(This article belongs to the Special Issue CAR-T Cell Therapy-Novel Approaches and Challenges)
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Open AccessReview Chimeric Antigen Receptor T-cell (CAR T) Therapy for Hematologic and Solid Malignancies: Efficacy and Safety—A Systematic Review with Meta-Analysis
Received: 18 November 2018 / Revised: 13 December 2018 / Accepted: 18 December 2018 / Published: 7 January 2019
Cited by 1 | PDF Full-text (2385 KB) | HTML Full-text | XML Full-text
Abstract
Chimeric antigen receptors T cells (CAR T) had been used for treating various tumor patients in clinic, and owned an incredible efficacy in part of malignancies. However, CAR T therapy remains controversial due to doubts about its efficacy and safety in the clinical [...] Read more.
Chimeric antigen receptors T cells (CAR T) had been used for treating various tumor patients in clinic, and owned an incredible efficacy in part of malignancies. However, CAR T therapy remains controversial due to doubts about its efficacy and safety in the clinical treatment of various malignancies. A total of 997 tumor patients from 52 studies were included in this review. Eligible studies were searched and reviewed from the databases of PubMed, Web of Science, Wanfang and Clinicaltrials.gov. Then meta-analysis and subgroup analysis were used to investigate the overall response rate (ORR), complete response rate (CRR), common side effect rate (CSER) and relapse rate (RR) of CAR T therapy for patients in clinical researches, respectively. The results further confirmed that CAR T therapy had a higher response rate for hematologic malignancies. More importantly, CAR T therapy had a higher CSER in patients with hematologic malignancies, and it had a similar RR in patients with different malignancies. Cell cultured without the addition of IL-2 and total administration less than 108 cells were recommended. This study offers a reference for future research regarding the application in solid and hematologic malignancies, side effects and relapse, and even the production processes of CAR T cells. Full article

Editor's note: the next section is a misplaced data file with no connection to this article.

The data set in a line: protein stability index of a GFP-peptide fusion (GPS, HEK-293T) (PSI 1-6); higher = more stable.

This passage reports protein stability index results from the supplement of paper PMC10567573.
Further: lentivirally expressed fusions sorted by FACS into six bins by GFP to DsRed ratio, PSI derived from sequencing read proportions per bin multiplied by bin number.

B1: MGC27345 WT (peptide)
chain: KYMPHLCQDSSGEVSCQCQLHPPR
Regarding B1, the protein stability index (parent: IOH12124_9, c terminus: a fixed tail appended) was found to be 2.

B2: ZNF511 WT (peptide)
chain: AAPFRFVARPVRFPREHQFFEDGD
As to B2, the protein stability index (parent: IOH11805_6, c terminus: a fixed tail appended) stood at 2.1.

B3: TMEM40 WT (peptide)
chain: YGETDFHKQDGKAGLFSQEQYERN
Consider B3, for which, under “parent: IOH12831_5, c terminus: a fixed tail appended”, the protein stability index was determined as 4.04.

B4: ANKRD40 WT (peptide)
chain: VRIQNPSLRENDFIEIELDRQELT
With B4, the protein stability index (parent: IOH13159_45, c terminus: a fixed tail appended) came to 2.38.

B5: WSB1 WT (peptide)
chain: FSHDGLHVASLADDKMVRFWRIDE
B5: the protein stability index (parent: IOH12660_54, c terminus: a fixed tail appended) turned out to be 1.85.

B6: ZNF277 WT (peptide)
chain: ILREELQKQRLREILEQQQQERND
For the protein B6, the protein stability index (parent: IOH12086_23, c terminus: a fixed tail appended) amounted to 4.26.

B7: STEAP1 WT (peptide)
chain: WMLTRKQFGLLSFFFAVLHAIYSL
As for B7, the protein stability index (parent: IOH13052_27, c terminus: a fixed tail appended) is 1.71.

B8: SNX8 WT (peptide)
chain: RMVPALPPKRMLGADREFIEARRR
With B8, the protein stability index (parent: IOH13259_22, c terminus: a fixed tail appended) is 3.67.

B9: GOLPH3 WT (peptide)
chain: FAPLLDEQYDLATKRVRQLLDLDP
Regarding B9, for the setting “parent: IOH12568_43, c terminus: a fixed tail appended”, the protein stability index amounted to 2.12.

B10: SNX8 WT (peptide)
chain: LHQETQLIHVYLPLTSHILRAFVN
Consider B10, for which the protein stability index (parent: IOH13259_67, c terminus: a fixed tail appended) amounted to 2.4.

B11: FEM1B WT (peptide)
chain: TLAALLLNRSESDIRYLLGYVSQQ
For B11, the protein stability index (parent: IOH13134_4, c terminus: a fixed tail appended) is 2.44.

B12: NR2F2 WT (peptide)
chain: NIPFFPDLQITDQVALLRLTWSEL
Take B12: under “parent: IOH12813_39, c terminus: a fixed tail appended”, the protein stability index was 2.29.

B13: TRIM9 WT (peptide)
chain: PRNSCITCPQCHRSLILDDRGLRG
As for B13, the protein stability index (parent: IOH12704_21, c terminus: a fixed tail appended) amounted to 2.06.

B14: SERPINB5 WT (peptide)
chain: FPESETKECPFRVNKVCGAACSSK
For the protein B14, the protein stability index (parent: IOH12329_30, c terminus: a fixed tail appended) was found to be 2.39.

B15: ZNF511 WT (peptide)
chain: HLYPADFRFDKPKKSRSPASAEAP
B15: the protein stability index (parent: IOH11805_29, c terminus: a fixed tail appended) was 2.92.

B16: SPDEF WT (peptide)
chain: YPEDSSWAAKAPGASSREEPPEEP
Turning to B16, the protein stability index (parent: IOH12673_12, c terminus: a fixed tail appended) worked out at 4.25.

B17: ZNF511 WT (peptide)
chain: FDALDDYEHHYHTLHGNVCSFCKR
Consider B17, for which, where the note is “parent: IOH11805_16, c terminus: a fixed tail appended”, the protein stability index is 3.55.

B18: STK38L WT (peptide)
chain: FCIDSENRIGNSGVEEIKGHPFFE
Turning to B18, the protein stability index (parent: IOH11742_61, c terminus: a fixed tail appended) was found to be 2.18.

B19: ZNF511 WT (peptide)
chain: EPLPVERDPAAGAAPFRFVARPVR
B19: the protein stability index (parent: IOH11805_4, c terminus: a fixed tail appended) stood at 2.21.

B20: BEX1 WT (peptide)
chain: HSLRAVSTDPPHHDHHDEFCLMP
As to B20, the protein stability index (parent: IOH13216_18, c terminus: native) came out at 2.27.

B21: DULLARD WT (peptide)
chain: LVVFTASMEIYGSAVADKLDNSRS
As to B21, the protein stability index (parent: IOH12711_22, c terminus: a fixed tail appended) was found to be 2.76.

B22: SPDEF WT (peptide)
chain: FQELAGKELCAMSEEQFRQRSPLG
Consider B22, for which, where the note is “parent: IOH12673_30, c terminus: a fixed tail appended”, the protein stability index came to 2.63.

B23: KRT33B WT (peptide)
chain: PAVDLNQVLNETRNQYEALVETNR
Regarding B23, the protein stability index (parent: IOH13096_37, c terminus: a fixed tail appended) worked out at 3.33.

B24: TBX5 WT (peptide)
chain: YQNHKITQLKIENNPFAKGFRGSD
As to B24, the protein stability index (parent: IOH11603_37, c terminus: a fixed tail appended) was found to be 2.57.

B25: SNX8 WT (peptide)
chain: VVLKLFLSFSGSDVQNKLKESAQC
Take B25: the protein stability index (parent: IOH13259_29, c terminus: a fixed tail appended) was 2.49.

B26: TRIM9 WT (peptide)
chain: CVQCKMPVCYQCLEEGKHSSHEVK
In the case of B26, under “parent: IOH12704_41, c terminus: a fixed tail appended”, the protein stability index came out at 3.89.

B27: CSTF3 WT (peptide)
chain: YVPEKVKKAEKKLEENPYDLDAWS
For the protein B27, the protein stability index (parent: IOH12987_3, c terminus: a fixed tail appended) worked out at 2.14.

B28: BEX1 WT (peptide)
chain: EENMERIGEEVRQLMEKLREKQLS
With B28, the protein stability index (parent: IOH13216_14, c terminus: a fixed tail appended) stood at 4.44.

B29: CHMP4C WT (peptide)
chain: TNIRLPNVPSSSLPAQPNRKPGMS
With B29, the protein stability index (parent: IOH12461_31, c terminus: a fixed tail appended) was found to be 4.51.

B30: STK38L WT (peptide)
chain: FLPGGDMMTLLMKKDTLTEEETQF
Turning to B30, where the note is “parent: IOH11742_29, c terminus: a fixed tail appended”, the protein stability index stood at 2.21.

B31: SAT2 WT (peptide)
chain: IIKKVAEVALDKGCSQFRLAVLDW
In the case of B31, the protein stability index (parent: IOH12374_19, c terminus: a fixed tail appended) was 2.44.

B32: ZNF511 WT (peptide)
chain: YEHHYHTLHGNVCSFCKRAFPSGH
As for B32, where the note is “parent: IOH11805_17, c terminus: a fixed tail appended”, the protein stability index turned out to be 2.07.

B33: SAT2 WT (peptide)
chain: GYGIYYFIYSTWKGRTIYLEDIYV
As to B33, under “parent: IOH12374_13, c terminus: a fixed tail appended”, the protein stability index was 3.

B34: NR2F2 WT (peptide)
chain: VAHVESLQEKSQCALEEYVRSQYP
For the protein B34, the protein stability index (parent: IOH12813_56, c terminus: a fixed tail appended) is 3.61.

(This article belongs to the Special Issue CAR-T Cell Therapy-Novel Approaches and Challenges)